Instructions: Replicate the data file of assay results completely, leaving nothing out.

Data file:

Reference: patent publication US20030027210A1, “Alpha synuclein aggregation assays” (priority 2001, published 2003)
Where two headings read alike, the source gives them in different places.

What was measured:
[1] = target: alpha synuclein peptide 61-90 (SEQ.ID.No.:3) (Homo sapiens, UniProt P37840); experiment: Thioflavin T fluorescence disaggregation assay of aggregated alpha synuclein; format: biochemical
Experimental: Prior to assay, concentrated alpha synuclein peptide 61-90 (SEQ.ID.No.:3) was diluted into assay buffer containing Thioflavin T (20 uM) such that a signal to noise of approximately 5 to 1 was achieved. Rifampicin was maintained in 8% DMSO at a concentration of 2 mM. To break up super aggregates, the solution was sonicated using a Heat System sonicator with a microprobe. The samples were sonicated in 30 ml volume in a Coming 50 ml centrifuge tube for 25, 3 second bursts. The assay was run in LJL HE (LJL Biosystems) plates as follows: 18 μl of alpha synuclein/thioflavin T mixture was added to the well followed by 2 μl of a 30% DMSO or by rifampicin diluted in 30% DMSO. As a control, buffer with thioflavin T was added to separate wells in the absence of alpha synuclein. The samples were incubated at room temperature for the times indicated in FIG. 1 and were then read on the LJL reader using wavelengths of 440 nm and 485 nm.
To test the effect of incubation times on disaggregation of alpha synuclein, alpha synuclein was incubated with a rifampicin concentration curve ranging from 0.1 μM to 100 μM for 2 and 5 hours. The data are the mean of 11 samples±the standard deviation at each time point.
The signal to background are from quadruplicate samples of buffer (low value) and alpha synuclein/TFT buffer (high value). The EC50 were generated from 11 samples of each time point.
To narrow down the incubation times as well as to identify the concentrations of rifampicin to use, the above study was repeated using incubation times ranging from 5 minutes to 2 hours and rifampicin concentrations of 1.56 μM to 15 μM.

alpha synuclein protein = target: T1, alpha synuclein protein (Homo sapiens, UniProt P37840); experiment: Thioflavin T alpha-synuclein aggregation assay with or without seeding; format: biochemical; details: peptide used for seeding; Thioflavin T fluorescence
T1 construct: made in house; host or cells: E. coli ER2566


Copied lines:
Reference: patent publication US20030027210A1, “Alpha synuclein aggregation assays” (priority 2001, published 2003)
Where two headings read alike, the source gives them in different places.

What was measured:
[1] = target: alpha synuclein peptide 61-90 (SEQ.ID.No.:3) (Homo sapiens, UniProt P37840); experiment: Thioflavin T fluorescence disaggregation assay of aggregated alpha synuclein; format: biochemical
Experimental: Prior to assay, concentrated alpha synuclein peptide 61-90 (SEQ.ID.No.:3) was diluted into assay buffer containing Thioflavin T (20 uM) such that a signal to noise of approximately 5 to 1 was achieved. Rifampicin was maintained in 8% DMSO at a concentration of 2 mM. To break up super aggregates, the solution was sonicated using a Heat System sonicator with a microprobe. The samples were sonicated in 30 ml volume in a Coming 50 ml centrifuge tube for 25, 3 second bursts. The assay was run in LJL HE (LJL Biosystems) plates as follows: 18 μl of alpha synuclein/thioflavin T mixture was added to the well followed by 2 μl of a 30% DMSO or by rifampicin diluted in 30% DMSO. As a control, buffer with thioflavin T was added to separate wells in the absence of alpha synuclein. The samples were incubated at room temperature for the times indicated in FIG. 1 and were then read on the LJL reader using wavelengths of 440 nm and 485 nm.
To test the effect of incubation times on disaggregation of alpha synuclein, alpha synuclein was incubated with a rifampicin concentration curve ranging from 0.1 μM to 100 μM for 2 and 5 hours. The data are the mean of 11 samples±the standard deviation at each time point.
The signal to background are from quadruplicate samples of buffer (low value) and alpha synuclein/TFT buffer (high value). The EC50 were generated from 11 samples of each time point.
To narrow down the incubation times as well as to identify the concentrations of rifampicin to use, the above study was repeated using incubation times ranging from 5 minutes to 2 hours and rifampicin concentrations of 1.56 μM to 15 μM.

alpha synuclein protein = target: T1, alpha synuclein protein (Homo sapiens, UniProt P37840); experiment: Thioflavin T alpha-synuclein aggregation assay with or without seeding; format: biochemical; details: peptide used for seeding; Thioflavin T fluorescence
T1 construct: made in house; host or cells: E. coli ER2566